The visual of poverty is a layered reality and never neutral. The poor are invisible in India; and this invisibility is willingly constructed through intentional blindness towards the past, which the villages represent in an urban, aspirational India.
As a result, the poor are a series of popular images, dredged up from memory usually due to sympathy and sadness. Poverty is an unrooted, islandic idea that has never enjoyed the possibilities of truth, or the subjectivities of purpose. If it had, then poverty would have been an active part of the imagination of the average Indian; because then, the eyes would have built the bridge to cover the distance between ‘us’ and ‘them.’
Poverty is an unrooted, islandic idea that has never enjoyed the possibilities of truth, or the subjectivities of purpose.
For the past 15 years, the written word has been the fulcrum of my research on farmer suicides and rural poor. After four books of fiction and the latest non-fiction book, Widows of Vidarbha, Making of Shadows (Oxford University Press, 2018), the written word had vindicated itself for representing the poor. There is a lot that a sentence can do. For instance: ‘I wish I was the one who committed suicide,’ a widow had once said, ‘and not my husband. It is easy to die.’ Language can be visual. With training and practice, text can be used to regenerate the visual of the widow in the mind of the reader.
ALSO READ: Women Lose Out When Jobs Vanish From Rural Areas
Invariably, however, something is lost in this translation from one medium to the other; from the text to the visual. I searched for ways to recover the lost stories, the stories that demanded to speak in their own voices. That was the beginning of my journey as a photographer of rural India. The training was abrupt and intense; it was amidst impatient farmers with no time to pose, and among children too grim to be playful. I had to quickly learn three lessons on how to picture poverty of our villages.
One, the lens is the channel with the subject at one end and the world at the other; and both demanded loyalty. The camera had to take a side, and the picture could not serve both the observed and the observer. Two, the visual is easy to internalize, and therefore, is a natural marketing tool. The challenge was to ensure that the observer is not a consumer, and the picture is not a product. Three, poverty is not a broken home or a torn garment; it is a lifetime spent in the absence of everything. It has to be felt, not merely shown.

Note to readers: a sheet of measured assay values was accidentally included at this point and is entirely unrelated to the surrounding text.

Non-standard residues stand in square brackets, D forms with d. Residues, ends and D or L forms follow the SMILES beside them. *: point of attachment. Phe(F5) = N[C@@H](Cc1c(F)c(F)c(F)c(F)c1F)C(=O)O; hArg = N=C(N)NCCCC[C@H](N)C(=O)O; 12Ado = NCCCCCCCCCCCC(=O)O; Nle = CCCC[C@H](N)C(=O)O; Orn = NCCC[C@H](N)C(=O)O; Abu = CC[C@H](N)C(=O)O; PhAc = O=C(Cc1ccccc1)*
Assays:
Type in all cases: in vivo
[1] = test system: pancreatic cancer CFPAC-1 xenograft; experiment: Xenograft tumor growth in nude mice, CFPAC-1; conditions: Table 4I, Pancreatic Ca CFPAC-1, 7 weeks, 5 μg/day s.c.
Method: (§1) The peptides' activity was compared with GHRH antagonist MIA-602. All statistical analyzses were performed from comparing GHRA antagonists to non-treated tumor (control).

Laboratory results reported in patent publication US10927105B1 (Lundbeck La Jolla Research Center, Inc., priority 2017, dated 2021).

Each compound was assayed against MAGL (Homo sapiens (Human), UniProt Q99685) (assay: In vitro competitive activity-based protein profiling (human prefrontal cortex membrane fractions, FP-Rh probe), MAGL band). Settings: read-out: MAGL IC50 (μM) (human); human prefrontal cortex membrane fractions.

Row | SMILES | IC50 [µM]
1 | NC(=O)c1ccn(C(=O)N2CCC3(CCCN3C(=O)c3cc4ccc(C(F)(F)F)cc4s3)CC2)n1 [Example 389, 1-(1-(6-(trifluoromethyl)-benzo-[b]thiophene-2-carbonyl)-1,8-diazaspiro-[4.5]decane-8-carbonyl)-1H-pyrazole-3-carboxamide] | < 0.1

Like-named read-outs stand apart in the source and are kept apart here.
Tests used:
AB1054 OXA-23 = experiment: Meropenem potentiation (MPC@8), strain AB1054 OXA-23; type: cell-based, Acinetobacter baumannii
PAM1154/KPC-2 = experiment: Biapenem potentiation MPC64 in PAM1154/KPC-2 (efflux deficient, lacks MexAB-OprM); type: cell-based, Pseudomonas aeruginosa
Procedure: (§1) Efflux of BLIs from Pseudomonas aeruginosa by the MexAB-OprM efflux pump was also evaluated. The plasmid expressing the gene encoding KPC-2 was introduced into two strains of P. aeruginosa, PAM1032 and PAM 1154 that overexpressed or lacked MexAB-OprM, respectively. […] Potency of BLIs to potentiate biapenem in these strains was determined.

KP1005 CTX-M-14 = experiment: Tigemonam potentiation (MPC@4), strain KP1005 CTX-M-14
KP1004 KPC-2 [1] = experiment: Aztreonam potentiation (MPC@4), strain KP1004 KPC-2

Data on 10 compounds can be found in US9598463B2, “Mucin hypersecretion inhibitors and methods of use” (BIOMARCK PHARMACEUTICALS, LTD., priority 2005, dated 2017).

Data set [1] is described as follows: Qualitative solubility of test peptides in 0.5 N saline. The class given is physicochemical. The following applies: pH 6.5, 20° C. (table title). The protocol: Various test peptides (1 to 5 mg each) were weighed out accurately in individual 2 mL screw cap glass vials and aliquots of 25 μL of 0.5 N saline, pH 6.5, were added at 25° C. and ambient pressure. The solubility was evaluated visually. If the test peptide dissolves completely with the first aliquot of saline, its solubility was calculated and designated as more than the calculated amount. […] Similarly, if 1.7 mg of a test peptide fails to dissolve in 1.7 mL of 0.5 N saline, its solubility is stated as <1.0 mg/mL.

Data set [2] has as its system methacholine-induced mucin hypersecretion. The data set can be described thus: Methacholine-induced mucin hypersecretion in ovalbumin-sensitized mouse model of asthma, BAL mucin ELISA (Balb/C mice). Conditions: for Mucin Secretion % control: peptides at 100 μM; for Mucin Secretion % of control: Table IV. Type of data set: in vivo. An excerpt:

ALSO READ: UN Report Studies How Gender Influences Poverty, Education
The result is a set of photographs from the field that are on display at the show, The Nature of Things, Death and Dualism in Indian Villages. It is a visual narrative of the widows of farmer suicides of Beed district and is based on my findings of the seven invisibilities of the women. It was not easy to take the pictures of the women as they tearfully remembered the struggle of their husbands to help the family survive and their eventual surrender. Or let them speak with despair about their present condition.
Poverty is not a broken home or a torn garment; it is a lifetime spent in the absence of everything. It has to be felt, not merely shown.
The most difficult part was to photograph the silence of a widow. Several images in the present series capture it; it is not an empty silence, it is a silence filled with questions that the women are not allowed to ask of the state, of the system and of their own family. As the women connect with the camera, at first reluctantly and then directly, some of these questions are transferred to the viewer, along with the absence of answers and the desperation for them.
The power of the visual is not one-way; it is not just transference or situating the poor and rural women in the minds of the viewer. It also situates the viewer in her own narrative. Women – rural or urban, rich or poor, regional or central, and from any walk of life – face invisibilities of their own and battle against them constantly. The photographs also capture this battle of all women to be visible, their aspiration to be counted and their will to win against all odds.
ALSO READ: Army dads and little daughters, Garima Dixit’s photo series inspired by martyrs
Dr Kota Neelima is an author and researcher. Latest show #TheNatureOfThings, Death and Dualism in Indian Villages. On till Aug 29, Visual Arts Gallery, India Habitat Centre, and will continue Aug 29-Sept 29 at StudioAdda, H-10, Jangpura Extn, Delhi. The views expressed are the author’s own.